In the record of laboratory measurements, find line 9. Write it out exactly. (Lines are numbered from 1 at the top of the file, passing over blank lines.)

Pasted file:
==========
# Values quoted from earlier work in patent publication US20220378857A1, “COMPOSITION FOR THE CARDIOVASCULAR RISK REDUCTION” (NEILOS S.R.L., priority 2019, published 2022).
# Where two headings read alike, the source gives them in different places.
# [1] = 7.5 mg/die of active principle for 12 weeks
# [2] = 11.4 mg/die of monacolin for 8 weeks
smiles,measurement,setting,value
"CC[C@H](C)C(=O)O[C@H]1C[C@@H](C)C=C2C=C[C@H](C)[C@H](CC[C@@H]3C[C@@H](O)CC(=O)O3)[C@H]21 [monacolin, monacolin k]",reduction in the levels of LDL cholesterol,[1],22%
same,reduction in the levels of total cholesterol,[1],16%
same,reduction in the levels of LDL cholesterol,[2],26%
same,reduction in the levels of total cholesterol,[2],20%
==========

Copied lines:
same,reduction in the levels of total cholesterol,[2],20%